“The Greek economy is now showing signs of stabilization and recovery. Positive signals make us all more optimistic about the future. On their own, however, they are not enough. Εffort and active participation is needed by all of us,” Theodoros Mitrakos Deputy Governor of The Bank of Greece, said in a speech addressing an event by the Cooperative Bank of Epirus.
The central banker said that cooperative banks should “build on the weaknesses highlighted by the crisis, reinforcing their capital and organizational structure, focusing on risk management and support for healthy entrepreneurship. Local communities and local governments in turn have to stand up for the cooperative banks, as support for investment projects in local societies that have been particularly hit by the crisis is the only way to definitively re-establish the country on the path of regularity and sustainable growth.
Mitrakos said cooperative banks can play an important role locally in complementing commercial banks. The banking sector in Greece has a very high degree of consolidation, with emphasis on urban centers. It is therefore necessary to further develop the cooperative banking pillar with a customer-based concept that will be supported by local productive forces and social entrepreneurship.
The model of cooperative banks serves values and activities that are at the core of enterprises in the social entrepreneurship by providing appropriate products and services for social businesses. Mitrakos said that unlike what is observed in the rest of Europe, the market share of cooperative banks in Greece was and remains extremely low. In many European countries, cooperative banks are an important part of the banking sector, accounting for an average of 1/5 of their market share in loans and deposits and serving 210 million customers. In contrast, in Greece, the nine cooperative banks currently operating through a network of 87 branches, mainly offer basic banking services (loans, deposits), which are small and account only for 1 pct of the credit market, with total loans before provisions at 2.8 billion euros in March 2017. Correspondingly, the other key figures are similar. Indicatively, in March 2017 total assets amounted to 2.5 billion, deposits at 1.9 billion euros and supervisory capital of 222 million.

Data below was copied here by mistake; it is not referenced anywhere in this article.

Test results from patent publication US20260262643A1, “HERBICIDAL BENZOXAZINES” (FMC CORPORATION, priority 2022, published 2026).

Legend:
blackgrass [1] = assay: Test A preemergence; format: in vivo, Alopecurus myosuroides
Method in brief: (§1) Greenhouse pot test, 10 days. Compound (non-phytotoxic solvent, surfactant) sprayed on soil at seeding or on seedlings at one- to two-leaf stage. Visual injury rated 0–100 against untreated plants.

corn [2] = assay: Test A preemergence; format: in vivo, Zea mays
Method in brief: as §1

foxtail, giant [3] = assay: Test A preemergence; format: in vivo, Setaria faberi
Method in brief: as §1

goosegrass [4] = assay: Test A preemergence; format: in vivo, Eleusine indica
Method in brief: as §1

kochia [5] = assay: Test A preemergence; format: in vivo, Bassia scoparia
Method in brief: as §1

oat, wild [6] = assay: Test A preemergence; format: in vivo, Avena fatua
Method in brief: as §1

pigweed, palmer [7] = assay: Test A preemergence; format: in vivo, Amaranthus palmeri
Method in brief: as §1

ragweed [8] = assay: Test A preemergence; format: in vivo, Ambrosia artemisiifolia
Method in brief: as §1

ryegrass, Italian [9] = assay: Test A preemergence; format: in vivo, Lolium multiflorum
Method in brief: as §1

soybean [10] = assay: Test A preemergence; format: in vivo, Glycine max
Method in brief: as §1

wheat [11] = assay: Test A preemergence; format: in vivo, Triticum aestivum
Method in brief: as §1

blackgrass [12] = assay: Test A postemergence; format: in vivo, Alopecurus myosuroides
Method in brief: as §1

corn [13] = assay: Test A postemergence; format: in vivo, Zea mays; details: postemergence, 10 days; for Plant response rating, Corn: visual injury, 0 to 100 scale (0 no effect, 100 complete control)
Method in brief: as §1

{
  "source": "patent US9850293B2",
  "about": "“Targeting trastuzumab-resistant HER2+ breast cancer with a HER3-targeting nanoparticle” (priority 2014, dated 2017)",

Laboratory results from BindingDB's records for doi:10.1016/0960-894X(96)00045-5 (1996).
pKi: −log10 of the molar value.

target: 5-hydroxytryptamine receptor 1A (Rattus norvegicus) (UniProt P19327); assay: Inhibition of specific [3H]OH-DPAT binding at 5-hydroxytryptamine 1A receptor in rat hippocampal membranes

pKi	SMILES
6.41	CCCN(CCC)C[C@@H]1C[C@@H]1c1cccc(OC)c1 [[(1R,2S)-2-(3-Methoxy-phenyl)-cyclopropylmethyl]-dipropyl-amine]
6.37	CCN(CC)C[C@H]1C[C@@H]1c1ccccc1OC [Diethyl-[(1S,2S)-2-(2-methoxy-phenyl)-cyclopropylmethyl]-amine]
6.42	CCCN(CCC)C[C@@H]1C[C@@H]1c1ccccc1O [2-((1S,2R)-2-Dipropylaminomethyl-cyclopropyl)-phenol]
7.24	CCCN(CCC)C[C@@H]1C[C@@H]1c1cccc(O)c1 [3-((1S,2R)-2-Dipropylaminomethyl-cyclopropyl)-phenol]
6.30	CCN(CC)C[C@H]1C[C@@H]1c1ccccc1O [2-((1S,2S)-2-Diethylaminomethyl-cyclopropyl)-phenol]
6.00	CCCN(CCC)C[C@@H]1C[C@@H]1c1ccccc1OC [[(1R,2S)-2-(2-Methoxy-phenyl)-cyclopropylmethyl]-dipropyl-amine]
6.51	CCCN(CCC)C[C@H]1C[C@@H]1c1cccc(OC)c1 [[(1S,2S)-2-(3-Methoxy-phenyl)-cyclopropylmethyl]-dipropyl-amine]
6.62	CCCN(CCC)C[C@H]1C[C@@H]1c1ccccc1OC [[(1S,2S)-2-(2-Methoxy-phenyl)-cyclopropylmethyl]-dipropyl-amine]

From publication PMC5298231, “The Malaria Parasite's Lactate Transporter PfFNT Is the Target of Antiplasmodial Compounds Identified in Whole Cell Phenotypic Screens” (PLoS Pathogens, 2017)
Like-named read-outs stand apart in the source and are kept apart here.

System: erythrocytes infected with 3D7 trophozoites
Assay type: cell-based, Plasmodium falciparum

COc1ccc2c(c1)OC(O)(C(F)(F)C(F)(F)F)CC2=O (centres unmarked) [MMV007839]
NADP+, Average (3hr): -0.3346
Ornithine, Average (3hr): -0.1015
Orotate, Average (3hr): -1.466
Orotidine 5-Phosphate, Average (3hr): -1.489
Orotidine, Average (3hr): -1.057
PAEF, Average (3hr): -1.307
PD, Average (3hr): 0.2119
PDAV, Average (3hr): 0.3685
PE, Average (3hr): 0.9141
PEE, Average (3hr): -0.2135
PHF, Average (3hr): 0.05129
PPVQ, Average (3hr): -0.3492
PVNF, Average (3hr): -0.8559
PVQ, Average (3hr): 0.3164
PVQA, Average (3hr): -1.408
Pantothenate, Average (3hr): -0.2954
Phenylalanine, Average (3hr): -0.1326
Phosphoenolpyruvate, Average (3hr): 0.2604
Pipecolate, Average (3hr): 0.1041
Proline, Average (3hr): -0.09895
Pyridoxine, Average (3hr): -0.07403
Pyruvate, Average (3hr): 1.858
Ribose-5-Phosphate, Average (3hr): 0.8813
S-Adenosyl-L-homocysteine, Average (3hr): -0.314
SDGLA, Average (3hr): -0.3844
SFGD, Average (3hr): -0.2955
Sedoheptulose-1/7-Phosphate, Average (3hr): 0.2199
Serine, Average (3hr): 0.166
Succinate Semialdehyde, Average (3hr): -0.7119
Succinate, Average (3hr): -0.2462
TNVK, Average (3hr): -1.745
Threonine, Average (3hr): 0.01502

Mitrakos referred to the prospects of the cooperative banking sector stressing that it can play an important role in the development of the Greek economy. Institutional interventions have already contributed and are expected to further contribute to strengthening the capital base and improving the corporate governance of the sector without, however, losing its cooperative character. Furthermore, through the European Union and the European Investment Fund, cooperative banks are given an important opportunity to support small financing programs, and possibly microfinance, when the relevant institutional framework is in place. According to Mr. Mitrakos, the Bank of Greece understands these challenges and attaches great importance to the strengthening of small and especially cooperative banks.